In a widely watched case now before the US Supreme Court, the position of Democrat Joe Biden’s Department of Justice in a property rights dispute has not impressed the justices.
Damage to a forest road, a dispute over easement conditions, and a question regarding the statute of limitations for quiet title claims are at issue in the dispute between two US residents and the US Government.
According to the Pacific Legal Foundation, “Wil Wilkins and Jane Stanton are two neighbors living near a Montana national forest who just want peace and privacy. Wil and Jane recognize that the U.S. Forest Service and specific permit holders (like loggers and ranchers) have the right to cross their property to get to the forest, and they were happy with that limited activity. But after the Forest Service opened the road to the public—violating the decades-old easement agreement—Wil and Jane’s refuge in Bitterroot National Forest was disturbed by hunting, traffic hazards, noise, theft, and trespassing. Wil’s cat was even shot, but fortunately, the cat survived.
The U.S. Forest Service should not be allowed to pull a bait-and-switch that severely hampers Wil and Jane’s ability to enjoy their private property.”
During previous hearings on the subject, the judges voiced skepticism and asked the Biden administration difficult questions.
“Justices appeared skeptical of the Justice Department’s argument that property owners couldn’t bring a case against the government because of a 12-year limit on when a lawsuit could be filed. The case, Wilkins v. United States, involves a road leading to the Bitterroot National Forest in Montana, on which the Forest Service had an easement allowing for public access,” SCOTUS Blog reported.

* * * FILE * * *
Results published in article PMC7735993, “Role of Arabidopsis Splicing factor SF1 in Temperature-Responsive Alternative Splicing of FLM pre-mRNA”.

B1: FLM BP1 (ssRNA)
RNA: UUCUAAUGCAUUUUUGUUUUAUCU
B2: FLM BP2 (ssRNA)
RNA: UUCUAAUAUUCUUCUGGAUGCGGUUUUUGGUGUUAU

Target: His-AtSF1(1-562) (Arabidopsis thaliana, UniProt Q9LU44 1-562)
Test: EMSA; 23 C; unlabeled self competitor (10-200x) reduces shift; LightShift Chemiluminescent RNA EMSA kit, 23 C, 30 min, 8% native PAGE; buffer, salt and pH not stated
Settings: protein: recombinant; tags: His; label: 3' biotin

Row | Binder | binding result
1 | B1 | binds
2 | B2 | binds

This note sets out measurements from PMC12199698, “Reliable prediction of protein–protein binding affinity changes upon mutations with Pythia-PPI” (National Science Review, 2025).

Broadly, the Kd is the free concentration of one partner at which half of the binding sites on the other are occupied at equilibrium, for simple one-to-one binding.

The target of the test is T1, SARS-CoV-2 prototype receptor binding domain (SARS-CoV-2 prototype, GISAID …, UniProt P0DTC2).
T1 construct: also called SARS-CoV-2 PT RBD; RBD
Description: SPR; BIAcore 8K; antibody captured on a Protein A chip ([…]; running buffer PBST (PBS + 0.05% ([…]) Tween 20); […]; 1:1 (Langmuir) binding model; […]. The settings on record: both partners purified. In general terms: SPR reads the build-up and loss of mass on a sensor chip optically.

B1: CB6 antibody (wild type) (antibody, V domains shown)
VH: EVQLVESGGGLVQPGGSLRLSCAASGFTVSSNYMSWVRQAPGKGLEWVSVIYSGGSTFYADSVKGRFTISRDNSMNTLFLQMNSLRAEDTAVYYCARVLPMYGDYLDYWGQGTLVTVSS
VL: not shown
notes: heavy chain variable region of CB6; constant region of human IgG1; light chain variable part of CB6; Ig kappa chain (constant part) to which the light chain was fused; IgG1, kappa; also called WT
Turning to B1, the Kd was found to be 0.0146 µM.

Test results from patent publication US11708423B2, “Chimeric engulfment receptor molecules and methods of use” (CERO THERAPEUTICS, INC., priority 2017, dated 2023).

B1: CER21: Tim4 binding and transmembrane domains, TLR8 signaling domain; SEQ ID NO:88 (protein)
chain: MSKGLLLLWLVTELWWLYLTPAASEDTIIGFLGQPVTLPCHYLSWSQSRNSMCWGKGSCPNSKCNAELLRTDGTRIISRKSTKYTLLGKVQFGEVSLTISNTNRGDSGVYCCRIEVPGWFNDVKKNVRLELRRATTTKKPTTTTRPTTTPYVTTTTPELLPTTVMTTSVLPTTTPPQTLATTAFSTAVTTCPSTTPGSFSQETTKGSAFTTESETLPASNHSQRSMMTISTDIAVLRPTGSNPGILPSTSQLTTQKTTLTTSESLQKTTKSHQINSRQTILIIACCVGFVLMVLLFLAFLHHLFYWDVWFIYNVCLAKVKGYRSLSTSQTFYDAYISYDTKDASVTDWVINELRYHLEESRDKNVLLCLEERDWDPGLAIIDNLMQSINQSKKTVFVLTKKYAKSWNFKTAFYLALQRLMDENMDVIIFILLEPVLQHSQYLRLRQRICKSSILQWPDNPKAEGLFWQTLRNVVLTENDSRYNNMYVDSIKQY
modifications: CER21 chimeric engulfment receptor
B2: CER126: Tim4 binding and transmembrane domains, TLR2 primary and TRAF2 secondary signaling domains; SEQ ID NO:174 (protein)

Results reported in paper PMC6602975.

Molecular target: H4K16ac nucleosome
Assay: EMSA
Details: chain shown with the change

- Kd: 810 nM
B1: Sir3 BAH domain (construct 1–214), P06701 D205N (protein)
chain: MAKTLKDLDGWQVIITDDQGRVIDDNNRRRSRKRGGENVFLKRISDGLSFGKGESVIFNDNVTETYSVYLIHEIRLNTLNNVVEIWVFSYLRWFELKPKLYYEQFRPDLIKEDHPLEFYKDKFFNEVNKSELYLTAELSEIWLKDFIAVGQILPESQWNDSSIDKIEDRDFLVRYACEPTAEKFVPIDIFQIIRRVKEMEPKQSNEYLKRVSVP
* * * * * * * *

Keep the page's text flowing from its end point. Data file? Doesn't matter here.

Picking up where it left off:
“But two property owners say it was rarely used for that purpose until the agency in 2006 posted a sign on the road — ‘public access thru private lands’ — that attracted more visitors, who trespassed on their land and, in one instance, shot an owner’s cat. Assistant to the Solicitor General Ben Snyder took some of the most spirited questioning, including from Justice Elena Kagan, who dove into the government’s interpretation of drive-by statements in past cases to argue that the 12-year statute of limitations should preclude the complaint,” the outlet added.
“Unless we have a clear statement that that was what was litigated, why would we try to give stare decisis to issues that weren’t identified by the court?” Kagan asked Snyder.
Martin Walsh reported Conservative Brief, citing more details from the report:
But landowners Larry “Wil” Wilkins and Jane Stanton, represented by the property rights-focused law shop Pacific Legal Foundation, faced skepticism too, including from Chief Justice John Roberts, who pointed to a case earlier this year — Boechler v. Commissioner of Internal Revenue, which dealt with tax document deadlines — that suggested “12 years is 12 years, and you don’t get beyond that” in bringing legal action.
The government contends that a federal statute known as the Quiet Title Act imposes a 12-year statute of limitations on lawsuits filed against it for using or changing property. Lower courts concurred, but the case’s elevation to the Supreme Court implies that Congress may not have meant the 12-year restriction to be so stringent in every circumstance.
More on this story via The Republic Brief:
Prior owners of the land had negotiated an easement with the Forest Service in 1962, and the government has said the new owners — who came along in 1990 and 2004 — should have been aware of the government’s claim. The property owners sued in 2018, saying the Forest Service’s placement of the sign in 2006 essentially reset the clock on the statute of limitations. CONTINUE READING…